City in San Diego County ordered to undo approval of 3,000-home project
A California judge has ordered the city of Santee to throw out approval of its long-planned Fanita Ranch housing project, ruling that developers hadn’t adequately considered how new homes could affect wildfire evacuations.
Eight resolutions and ordinances giving the green light to around 3,000 homes in the hills beyond Santee Lakes must be overturned, San Diego Superior Court Judge Katherine Bacal recently wrote.
The move was the latest roadblock for a project first proposed decades ago and approved in late 2020 by the Santee City Council in a 4-1 vote. The lone dissenter, Councilman Stephen Houlahan, is no longer in office.
Economic downturns and community opposition have derailed momentum in the past, and the judge had previously said the plan didn’t fully address whether thousands of new residents would have time to flee during an emergency.
The project, overseen by HomeFed Fanita Rancho is not dead, and one of the developers said they would revise their environmental impact report to address the judge’s concerns.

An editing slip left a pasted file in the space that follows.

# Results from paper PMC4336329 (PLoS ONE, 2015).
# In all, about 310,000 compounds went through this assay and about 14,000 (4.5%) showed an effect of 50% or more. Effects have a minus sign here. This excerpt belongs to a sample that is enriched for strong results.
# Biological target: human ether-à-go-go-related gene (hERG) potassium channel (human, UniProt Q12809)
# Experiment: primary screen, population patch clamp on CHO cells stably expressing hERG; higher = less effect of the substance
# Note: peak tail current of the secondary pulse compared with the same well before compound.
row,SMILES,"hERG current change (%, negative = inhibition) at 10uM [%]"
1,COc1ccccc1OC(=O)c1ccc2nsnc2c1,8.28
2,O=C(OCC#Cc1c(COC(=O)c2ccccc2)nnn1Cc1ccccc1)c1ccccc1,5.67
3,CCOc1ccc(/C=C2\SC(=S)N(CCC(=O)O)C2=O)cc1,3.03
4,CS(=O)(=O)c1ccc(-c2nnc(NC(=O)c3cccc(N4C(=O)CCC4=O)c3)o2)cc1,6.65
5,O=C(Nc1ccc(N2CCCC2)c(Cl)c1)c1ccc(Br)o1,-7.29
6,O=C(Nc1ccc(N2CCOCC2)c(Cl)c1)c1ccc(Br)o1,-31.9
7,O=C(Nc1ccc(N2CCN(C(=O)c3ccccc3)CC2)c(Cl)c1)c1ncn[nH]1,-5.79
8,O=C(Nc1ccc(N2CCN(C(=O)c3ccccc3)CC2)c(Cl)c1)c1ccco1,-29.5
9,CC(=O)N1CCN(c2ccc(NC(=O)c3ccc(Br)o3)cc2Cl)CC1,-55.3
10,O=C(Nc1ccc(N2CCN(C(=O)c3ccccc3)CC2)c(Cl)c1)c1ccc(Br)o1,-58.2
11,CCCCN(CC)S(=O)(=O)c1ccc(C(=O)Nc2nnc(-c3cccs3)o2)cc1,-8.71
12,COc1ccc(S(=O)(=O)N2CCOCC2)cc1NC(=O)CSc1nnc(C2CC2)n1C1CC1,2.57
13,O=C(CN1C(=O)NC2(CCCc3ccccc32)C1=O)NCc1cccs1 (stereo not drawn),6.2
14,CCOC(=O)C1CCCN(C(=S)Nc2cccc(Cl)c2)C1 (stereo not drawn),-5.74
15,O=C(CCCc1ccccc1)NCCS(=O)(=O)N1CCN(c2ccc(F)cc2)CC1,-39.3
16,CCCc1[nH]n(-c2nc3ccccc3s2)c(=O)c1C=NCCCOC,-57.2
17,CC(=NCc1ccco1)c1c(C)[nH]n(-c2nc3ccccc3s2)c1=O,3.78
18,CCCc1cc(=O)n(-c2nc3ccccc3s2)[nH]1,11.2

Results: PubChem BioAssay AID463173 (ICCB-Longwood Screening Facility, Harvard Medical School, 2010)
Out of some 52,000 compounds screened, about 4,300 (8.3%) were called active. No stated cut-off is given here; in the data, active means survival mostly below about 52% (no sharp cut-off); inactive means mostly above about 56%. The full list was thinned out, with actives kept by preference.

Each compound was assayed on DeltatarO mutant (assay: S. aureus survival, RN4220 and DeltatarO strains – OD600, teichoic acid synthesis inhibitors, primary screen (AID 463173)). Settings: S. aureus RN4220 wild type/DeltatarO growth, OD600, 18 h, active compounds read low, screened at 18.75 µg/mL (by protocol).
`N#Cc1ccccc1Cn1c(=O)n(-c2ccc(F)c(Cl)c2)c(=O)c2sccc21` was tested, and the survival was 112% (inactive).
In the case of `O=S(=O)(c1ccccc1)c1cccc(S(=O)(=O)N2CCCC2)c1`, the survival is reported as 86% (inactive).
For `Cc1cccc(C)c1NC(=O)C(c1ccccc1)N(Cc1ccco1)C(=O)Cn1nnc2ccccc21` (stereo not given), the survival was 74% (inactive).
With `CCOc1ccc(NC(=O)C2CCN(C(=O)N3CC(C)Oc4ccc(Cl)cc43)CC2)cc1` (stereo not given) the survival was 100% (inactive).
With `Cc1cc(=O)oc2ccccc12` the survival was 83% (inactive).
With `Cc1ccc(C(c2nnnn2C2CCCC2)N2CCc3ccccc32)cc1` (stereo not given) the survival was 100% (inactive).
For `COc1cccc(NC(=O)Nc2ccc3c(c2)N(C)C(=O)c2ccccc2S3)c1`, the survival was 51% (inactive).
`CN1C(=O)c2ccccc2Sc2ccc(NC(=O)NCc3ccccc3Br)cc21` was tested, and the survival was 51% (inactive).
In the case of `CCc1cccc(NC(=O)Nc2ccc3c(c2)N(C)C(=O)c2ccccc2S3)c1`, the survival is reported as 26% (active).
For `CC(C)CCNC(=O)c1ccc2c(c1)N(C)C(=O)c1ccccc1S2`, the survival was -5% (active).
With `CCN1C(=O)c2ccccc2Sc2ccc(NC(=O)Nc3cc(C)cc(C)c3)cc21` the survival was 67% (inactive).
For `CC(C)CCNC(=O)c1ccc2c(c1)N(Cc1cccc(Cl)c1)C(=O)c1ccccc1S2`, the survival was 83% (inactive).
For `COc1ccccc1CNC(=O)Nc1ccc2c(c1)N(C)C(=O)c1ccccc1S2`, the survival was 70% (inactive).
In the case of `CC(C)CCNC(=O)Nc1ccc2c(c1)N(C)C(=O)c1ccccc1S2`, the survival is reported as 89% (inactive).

A court has ruled that Lake County failed to properly analyze how a Guenoc Valley development would affect evacuation routes in times of wildfire.
Jeff O’Connor, vice president of the Carlsbad-based HomeFed Corp., said the rewrite would likely take about three months. The public would then have 45 days to weigh in before officials could re-approve the project, he said.
“We’re very hopeful and confident that the city council will do that,” O’Connor said in an interview.
It was not immediately clear when the council might respond to the ruling. The next public meeting is Wednesday, though the agenda does not mention Fanita Ranch.
Messages left with the city’s manager and attorney were not immediately returned.
The decision was celebrated by environmental groups that sued to stop the project, arguing that more homes would only increase the risk of fire.
The project’s environmental report in particular was “inadequate and misleading,” Peter Broderick, a lawyer with the Center for Biological Diversity, said in an interview.
Broderick’s group, along with the local organization Preserve Wild Santee and two other nonprofits, the Endangered Habitats League and the California Chaparral Institute, are also “entitled to recover costs in an amount to be determined,” the judge wrote.
Bacal’s ruling was dated March 25 and filed April 6.
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